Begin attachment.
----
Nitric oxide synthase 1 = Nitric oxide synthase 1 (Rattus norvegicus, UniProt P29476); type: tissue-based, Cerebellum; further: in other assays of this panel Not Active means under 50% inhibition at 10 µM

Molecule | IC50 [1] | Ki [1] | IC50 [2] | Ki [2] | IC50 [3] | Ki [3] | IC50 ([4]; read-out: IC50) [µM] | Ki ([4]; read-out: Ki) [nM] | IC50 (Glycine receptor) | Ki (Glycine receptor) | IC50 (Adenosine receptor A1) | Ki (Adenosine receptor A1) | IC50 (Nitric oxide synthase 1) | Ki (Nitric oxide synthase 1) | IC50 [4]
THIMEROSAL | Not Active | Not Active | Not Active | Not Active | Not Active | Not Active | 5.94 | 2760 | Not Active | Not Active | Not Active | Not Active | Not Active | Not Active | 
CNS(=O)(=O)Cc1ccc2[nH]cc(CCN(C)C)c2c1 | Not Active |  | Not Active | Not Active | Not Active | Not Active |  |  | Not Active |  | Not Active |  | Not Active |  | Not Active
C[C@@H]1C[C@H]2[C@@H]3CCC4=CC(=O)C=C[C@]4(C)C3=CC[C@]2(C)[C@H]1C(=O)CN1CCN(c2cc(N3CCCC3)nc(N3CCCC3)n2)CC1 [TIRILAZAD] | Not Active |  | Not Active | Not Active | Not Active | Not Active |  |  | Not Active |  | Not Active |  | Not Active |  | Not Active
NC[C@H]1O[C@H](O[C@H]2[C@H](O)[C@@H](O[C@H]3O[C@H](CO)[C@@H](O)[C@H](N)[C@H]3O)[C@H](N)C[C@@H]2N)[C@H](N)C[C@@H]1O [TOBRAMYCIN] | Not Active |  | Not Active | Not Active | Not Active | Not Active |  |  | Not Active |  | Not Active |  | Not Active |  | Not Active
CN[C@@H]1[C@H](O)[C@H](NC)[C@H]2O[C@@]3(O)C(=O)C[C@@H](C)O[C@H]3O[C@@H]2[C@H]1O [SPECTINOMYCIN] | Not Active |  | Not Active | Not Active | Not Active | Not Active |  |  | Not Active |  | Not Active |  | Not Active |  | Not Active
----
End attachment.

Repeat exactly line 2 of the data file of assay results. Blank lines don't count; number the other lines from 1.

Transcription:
Molecule | IC50 [1] | Ki [1] | IC50 [2] | Ki [2] | IC50 [3] | Ki [3] | IC50 ([4]; read-out: IC50) [µM] | Ki ([4]; read-out: Ki) [nM] | IC50 (Glycine receptor) | Ki (Glycine receptor) | IC50 (Adenosine receptor A1) | Ki (Adenosine receptor A1) | IC50 (Nitric oxide synthase 1) | Ki (Nitric oxide synthase 1) | IC50 [4]